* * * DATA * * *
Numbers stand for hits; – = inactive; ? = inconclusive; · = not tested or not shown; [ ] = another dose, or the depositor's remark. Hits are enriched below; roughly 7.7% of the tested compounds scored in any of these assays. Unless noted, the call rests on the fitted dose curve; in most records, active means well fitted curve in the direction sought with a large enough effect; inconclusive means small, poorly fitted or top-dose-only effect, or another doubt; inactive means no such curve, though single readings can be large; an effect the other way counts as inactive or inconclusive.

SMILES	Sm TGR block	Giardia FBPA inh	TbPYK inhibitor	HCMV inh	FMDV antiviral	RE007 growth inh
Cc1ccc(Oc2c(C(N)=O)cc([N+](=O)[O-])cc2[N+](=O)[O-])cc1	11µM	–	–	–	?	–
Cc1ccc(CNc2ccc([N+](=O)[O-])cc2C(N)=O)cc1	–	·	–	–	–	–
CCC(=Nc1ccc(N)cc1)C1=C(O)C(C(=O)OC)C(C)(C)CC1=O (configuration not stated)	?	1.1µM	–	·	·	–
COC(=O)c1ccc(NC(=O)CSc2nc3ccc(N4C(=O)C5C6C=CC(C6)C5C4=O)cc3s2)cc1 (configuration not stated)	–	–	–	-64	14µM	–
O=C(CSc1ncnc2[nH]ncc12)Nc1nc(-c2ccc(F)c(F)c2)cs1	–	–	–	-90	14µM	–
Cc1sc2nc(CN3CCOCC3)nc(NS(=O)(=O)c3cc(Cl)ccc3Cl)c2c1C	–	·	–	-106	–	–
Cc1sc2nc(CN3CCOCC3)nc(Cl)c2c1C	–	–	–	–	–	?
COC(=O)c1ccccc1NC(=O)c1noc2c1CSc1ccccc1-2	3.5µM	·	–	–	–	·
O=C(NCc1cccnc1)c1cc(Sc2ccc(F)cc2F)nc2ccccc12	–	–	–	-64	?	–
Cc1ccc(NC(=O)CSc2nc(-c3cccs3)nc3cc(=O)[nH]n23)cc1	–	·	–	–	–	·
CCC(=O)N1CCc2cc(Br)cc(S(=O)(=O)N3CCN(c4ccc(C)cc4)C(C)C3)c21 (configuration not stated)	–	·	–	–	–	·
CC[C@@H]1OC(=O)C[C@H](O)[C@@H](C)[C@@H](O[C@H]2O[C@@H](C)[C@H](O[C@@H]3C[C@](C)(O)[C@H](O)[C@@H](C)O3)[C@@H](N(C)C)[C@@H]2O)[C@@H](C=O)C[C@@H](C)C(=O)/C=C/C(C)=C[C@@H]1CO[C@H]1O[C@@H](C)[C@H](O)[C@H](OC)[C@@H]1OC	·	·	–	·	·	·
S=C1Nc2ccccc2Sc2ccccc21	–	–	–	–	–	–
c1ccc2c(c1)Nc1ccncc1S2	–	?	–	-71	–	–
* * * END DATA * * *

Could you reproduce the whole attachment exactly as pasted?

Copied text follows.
Numbers stand for hits; – = inactive; ? = inconclusive; · = not tested or not shown; [ ] = another dose, or the depositor's remark. Hits are enriched below; roughly 7.7% of the tested compounds scored in any of these assays. Unless noted, the call rests on the fitted dose curve; in most records, active means well fitted curve in the direction sought with a large enough effect; inconclusive means small, poorly fitted or top-dose-only effect, or another doubt; inactive means no such curve, though single readings can be large; an effect the other way counts as inactive or inconclusive.

SMILES	Sm TGR block	Giardia FBPA inh	TbPYK inhibitor	HCMV inh	FMDV antiviral	RE007 growth inh
Cc1ccc(Oc2c(C(N)=O)cc([N+](=O)[O-])cc2[N+](=O)[O-])cc1	11µM	–	–	–	?	–
Cc1ccc(CNc2ccc([N+](=O)[O-])cc2C(N)=O)cc1	–	·	–	–	–	–
CCC(=Nc1ccc(N)cc1)C1=C(O)C(C(=O)OC)C(C)(C)CC1=O (configuration not stated)	?	1.1µM	–	·	·	–
COC(=O)c1ccc(NC(=O)CSc2nc3ccc(N4C(=O)C5C6C=CC(C6)C5C4=O)cc3s2)cc1 (configuration not stated)	–	–	–	-64	14µM	–
O=C(CSc1ncnc2[nH]ncc12)Nc1nc(-c2ccc(F)c(F)c2)cs1	–	–	–	-90	14µM	–
Cc1sc2nc(CN3CCOCC3)nc(NS(=O)(=O)c3cc(Cl)ccc3Cl)c2c1C	–	·	–	-106	–	–
Cc1sc2nc(CN3CCOCC3)nc(Cl)c2c1C	–	–	–	–	–	?
COC(=O)c1ccccc1NC(=O)c1noc2c1CSc1ccccc1-2	3.5µM	·	–	–	–	·
O=C(NCc1cccnc1)c1cc(Sc2ccc(F)cc2F)nc2ccccc12	–	–	–	-64	?	–
Cc1ccc(NC(=O)CSc2nc(-c3cccs3)nc3cc(=O)[nH]n23)cc1	–	·	–	–	–	·
CCC(=O)N1CCc2cc(Br)cc(S(=O)(=O)N3CCN(c4ccc(C)cc4)C(C)C3)c21 (configuration not stated)	–	·	–	–	–	·
CC[C@@H]1OC(=O)C[C@H](O)[C@@H](C)[C@@H](O[C@H]2O[C@@H](C)[C@H](O[C@@H]3C[C@](C)(O)[C@H](O)[C@@H](C)O3)[C@@H](N(C)C)[C@@H]2O)[C@@H](C=O)C[C@@H](C)C(=O)/C=C/C(C)=C[C@@H]1CO[C@H]1O[C@@H](C)[C@H](O)[C@H](OC)[C@@H]1OC	·	·	–	·	·	·
S=C1Nc2ccccc2Sc2ccccc21	–	–	–	–	–	–
c1ccc2c(c1)Nc1ccncc1S2	–	?	–	-71	–	–